(Bureau of International Information Programs, U.S. Department of State) - The cessation of hostilities between Israel and Hezbollah is a victory for diplomacy, according to White House press secretary Tony Snow.
Speaking to reporters in Washington just hours after the cease-fire took effect the morning of August 14, Snow said both parties appear to be respecting the agreed-upon cessation of hostilities, reports Trend.
We've had statements coming out that indicate that people say that they're not going to abide by it, but so far they have. No rockets fired by Hezbollah today. And we hope that everybody will stay true to the cease-fire, he said.
Snow said the August 11 U.N. Security Council resolution calling for an end to the violence reflects the diplomatic goals of President Bush and Secretary of State Condoleezza Rice to support the Lebanese government in its efforts to extend its sovereign control over the entire territory of Lebanon and to put an end to Hezbollah aggression.
He said that the United States is hoping that the people of Lebanon will be the ultimate victors as their democratic government is strengthened and the Hezbollah militia is deprived of its ability to pursue an independent foreign policy.
We want not only for the cease-fire to hold, but to set in train the kind of events that are going to get us to where we want to be, which is a freestanding, democratic government in Lebanon that no longer has to worry about provocations that are waged within its borders by a militia that does not represent the people of Lebanon, he said.
Snow said the 15,000 international troops that will deploy alongside the Lebanese army in southern Lebanon will play a key role in ensuring that the situation does not revert to its previous status. He said these troops must be capable of intercepting and interrupting arms shipments from Syria and Iran to Hezbollah militants.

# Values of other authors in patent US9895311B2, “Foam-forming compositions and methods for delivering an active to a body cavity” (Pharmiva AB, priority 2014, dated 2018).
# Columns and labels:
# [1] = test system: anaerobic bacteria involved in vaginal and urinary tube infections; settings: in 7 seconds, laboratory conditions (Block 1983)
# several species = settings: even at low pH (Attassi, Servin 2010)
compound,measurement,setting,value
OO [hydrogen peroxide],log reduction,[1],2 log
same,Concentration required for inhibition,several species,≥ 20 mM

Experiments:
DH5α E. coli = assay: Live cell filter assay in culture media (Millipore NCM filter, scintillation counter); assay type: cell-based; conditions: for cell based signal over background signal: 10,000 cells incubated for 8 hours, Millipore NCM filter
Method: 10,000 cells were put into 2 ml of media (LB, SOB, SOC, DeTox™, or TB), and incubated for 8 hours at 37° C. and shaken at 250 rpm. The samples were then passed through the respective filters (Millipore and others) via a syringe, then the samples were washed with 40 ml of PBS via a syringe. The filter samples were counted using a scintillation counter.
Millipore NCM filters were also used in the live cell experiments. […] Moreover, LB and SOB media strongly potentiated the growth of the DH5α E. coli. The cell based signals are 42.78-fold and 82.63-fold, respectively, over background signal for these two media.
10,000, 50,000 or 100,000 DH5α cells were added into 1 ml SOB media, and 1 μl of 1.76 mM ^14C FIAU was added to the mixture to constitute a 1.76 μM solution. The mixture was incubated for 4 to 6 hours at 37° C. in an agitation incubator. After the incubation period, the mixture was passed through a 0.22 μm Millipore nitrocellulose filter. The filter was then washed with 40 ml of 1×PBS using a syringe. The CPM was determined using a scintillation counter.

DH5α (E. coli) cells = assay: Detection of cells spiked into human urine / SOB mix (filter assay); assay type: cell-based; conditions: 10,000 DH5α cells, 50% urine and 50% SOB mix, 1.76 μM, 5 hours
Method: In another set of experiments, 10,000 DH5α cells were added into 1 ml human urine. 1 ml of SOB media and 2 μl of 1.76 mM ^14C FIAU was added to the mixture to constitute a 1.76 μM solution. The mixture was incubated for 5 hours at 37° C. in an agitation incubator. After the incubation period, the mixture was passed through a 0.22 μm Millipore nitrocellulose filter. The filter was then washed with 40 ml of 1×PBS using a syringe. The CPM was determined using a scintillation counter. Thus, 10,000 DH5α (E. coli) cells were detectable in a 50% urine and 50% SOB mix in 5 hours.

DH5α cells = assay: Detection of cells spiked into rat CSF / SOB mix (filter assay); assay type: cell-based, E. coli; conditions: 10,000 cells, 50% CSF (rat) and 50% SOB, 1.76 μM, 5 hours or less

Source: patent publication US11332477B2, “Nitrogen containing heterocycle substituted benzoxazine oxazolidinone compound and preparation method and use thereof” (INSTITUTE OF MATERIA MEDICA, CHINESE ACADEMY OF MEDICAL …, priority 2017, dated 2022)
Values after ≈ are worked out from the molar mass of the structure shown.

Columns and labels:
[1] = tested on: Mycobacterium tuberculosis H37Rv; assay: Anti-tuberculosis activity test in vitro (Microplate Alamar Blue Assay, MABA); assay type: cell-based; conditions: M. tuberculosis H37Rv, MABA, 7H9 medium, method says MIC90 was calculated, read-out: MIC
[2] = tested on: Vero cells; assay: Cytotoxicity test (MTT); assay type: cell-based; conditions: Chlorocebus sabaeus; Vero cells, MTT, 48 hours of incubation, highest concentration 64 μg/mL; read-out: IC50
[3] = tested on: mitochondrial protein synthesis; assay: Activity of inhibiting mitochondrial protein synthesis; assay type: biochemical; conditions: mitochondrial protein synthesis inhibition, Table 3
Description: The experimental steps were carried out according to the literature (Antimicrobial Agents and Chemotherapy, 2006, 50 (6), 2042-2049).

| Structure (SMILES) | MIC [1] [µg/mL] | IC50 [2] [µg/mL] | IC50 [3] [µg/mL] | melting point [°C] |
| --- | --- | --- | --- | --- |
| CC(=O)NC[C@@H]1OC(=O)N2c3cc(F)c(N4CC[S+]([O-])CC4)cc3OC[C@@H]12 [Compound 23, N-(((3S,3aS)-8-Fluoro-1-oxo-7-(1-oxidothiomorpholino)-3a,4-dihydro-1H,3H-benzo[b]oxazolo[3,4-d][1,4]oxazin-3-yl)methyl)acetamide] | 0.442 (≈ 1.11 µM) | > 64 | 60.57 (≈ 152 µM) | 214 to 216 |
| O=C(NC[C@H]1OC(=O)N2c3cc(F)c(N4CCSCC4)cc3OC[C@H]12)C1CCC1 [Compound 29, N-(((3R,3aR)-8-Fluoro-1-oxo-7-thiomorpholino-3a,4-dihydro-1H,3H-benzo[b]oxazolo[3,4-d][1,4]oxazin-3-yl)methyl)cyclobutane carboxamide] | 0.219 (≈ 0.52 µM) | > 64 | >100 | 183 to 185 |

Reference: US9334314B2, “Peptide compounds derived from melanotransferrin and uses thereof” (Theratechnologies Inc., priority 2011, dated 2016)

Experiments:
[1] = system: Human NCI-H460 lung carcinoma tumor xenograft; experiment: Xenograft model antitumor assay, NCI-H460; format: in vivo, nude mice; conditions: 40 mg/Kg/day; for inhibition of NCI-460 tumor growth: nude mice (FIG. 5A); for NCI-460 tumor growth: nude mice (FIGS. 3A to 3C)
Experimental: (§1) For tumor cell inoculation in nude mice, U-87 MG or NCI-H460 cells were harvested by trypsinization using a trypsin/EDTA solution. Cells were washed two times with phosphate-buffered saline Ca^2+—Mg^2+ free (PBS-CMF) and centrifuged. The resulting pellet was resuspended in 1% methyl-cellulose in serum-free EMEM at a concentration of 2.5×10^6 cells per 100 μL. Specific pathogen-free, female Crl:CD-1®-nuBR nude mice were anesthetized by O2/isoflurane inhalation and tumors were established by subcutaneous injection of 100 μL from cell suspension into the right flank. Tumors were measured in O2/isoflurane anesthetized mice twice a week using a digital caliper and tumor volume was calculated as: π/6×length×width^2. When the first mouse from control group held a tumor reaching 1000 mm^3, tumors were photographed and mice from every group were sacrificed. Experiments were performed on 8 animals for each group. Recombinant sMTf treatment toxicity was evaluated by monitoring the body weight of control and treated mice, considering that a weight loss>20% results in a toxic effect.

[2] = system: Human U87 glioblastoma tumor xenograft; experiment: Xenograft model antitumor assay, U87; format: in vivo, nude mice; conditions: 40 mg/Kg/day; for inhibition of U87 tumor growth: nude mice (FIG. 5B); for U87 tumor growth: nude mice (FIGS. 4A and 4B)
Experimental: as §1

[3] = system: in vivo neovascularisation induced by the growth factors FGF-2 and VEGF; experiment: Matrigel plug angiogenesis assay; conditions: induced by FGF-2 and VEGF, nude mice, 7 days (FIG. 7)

Snow said the United States would like to see Hezbollah disarmed in compliance with U.N. Security Council Resolution 1559, but he added that this would be a long-term undertaking of the Lebanese government and the international forces.
Neither Snow nor State Department spokesman Sean McCormack offered a timeline for the deployment of the international forces, but McCormack said, [W]e obviously want to see that force generated as quickly as possible. He said he expects interested countries to hold a force-contributors conference at the United Nations in the near future.
Snow said the United States would not send ground troops to participate in the international stabilization force but might offer logistical support.
The monthlong conflict has focused international attention on the roles of Iran and Syria in supporting and arming Hezbollah, fomenting violence and trying to foil the democratic aspirations of people in Lebanon, the press secretary said.
That's an important advancement because it does make clear who's responsible, not only on the ground but regionally, for supporting the kind of violence that we have seen, he said.
McCormack said the full implementation of the Security Council resolution will be strategic setback for Iran and Syria.